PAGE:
Prepared for what? addressing the disaster readiness gap beyond preparedness for survival
BMC Public Health volume 15, Article number: 1139 (2015)
Conventional disaster preparedness messaging focuses largely on promoting survival actions and communications planning for the immediate post-disaster period. While such preparedness is vital, we have long-observed a gap in preventive medicine and disaster planning for building personal resilience – preventatively – to persevere through prolonged recovery timeframes. There are many helpful attitudes and behaviors that people can develop to increase their readiness and capacity for drastic life changes, encompassing not only health-protective preparedness actions but health-promoting attitudes for “minding the risk” and “practicing resilience” as well. For instance, quality of life assessments and well-being interventions are widely-known for the clinically significant improvements they can produce in patient-reported outcomes. Similarly, health promotion interventions are implemented preventatively when a risk is identified yet a disease is not present, and can provide health benefits throughout people’s lives, regardless of the type of adversities they eventually encounter (medical, environmental, or other).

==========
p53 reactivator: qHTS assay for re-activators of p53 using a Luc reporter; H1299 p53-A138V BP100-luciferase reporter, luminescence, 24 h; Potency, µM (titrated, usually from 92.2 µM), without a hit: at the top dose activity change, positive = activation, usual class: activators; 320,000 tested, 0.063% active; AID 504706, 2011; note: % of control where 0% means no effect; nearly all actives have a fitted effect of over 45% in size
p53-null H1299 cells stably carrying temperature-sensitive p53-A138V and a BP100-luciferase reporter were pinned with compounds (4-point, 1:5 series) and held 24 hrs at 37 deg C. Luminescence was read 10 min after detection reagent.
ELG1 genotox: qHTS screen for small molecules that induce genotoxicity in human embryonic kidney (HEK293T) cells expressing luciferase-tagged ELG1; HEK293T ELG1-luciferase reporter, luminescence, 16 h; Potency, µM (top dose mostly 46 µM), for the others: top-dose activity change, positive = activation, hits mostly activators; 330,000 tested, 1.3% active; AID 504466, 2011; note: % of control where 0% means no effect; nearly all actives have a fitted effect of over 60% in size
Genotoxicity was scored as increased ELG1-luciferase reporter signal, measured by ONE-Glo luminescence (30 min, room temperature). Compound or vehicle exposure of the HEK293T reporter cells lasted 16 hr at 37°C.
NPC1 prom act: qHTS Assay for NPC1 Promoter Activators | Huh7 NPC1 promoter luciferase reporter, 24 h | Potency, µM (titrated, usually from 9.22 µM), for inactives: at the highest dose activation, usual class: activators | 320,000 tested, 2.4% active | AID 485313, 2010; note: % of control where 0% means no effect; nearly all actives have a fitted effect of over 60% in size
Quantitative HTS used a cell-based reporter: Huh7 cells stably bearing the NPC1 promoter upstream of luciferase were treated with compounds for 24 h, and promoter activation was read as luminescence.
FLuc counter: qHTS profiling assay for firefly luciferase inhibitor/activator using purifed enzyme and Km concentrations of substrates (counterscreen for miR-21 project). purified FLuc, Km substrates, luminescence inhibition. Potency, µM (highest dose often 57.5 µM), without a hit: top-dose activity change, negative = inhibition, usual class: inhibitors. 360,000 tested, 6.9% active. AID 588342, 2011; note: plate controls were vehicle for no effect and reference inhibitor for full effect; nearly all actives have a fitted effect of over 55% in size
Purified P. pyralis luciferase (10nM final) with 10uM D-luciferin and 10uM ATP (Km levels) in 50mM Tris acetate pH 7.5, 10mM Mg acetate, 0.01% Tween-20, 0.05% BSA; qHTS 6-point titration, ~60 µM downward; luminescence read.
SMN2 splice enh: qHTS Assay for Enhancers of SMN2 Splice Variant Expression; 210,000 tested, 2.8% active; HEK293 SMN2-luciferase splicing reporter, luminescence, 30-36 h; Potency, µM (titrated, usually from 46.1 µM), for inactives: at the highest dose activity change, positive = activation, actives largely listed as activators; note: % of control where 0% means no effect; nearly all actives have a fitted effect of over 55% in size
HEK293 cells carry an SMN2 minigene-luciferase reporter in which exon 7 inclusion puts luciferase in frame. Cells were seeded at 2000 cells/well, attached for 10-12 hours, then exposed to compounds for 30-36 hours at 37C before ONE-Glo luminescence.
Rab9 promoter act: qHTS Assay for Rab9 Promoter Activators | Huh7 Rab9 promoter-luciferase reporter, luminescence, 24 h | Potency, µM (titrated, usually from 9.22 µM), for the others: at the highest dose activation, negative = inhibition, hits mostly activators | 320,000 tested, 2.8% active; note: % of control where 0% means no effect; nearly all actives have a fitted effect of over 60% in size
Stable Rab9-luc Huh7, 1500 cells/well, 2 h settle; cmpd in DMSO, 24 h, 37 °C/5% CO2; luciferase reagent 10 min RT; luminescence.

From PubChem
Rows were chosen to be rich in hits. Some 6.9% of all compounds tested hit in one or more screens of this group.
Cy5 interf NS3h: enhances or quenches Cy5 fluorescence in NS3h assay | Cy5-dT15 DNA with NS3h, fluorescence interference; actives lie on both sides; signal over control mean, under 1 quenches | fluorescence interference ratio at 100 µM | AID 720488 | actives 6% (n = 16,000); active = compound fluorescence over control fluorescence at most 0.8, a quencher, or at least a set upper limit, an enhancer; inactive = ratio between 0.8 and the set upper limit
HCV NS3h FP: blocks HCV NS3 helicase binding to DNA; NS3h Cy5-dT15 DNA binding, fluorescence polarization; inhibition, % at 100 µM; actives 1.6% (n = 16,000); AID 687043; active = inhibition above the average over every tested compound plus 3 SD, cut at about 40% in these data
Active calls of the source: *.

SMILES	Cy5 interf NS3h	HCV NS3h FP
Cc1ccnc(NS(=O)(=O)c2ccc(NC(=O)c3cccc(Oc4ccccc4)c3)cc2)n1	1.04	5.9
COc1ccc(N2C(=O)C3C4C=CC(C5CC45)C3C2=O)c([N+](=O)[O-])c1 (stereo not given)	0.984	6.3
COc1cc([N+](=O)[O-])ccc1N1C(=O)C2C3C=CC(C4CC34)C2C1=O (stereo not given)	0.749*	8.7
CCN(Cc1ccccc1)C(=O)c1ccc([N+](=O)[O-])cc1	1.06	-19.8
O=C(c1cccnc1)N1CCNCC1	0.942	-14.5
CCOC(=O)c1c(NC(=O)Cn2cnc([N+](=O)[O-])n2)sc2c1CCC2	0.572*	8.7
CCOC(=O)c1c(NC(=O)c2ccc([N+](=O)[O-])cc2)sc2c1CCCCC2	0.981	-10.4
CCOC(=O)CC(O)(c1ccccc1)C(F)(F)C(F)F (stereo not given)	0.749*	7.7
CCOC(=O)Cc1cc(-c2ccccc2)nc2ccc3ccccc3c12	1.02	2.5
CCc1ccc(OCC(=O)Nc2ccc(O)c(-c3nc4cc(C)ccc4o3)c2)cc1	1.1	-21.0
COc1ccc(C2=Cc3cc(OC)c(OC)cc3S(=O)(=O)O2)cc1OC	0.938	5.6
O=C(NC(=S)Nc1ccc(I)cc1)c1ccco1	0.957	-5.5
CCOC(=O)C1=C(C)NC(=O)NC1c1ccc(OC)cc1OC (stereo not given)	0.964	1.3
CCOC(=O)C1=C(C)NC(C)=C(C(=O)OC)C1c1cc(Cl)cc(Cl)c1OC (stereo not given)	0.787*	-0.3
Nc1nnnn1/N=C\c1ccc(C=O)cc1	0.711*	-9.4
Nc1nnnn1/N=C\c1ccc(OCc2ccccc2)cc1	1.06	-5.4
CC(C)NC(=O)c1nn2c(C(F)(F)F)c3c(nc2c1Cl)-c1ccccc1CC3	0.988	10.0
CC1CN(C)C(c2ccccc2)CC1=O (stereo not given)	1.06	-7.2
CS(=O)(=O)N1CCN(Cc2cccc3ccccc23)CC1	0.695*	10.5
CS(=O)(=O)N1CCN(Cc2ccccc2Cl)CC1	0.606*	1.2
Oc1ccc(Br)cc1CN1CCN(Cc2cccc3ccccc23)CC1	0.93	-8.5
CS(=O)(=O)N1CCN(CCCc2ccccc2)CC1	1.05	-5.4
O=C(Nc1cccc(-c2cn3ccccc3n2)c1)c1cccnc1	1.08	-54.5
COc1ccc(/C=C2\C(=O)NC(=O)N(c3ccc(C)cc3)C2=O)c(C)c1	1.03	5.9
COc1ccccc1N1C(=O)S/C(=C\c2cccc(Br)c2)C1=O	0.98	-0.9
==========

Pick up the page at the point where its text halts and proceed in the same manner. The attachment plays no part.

We argue there is an overlooked opportunity to leverage well-being theories and methods from clinical settings and public health practice for the purpose of preventatively boosting disaster readiness and bolstering capacity for long-term resilience. We also highlight our previously-published research indicating a role for integrating personal meaning into preparedness messages. This is an opportune time for applying well-being concepts and practices as tools for developing disaster readiness, as risk awareness grows through real-time tracking of hazardous events via social media. For example, two sudden-onset disasters occurred within ten days of each other in 2014 and caught worldwide attention for their extreme hazards, despite dramatic differences in scale. The 22 March 2014 landslide tragedy in Washington State, USA, and the 1 April 2014 Chilean earthquake and Pacific-wide tsunami alerts brought home how persistently vulnerable we all are, and how developing intrinsic personal readiness for scientifically-known risks before disaster unfolds is essential policy.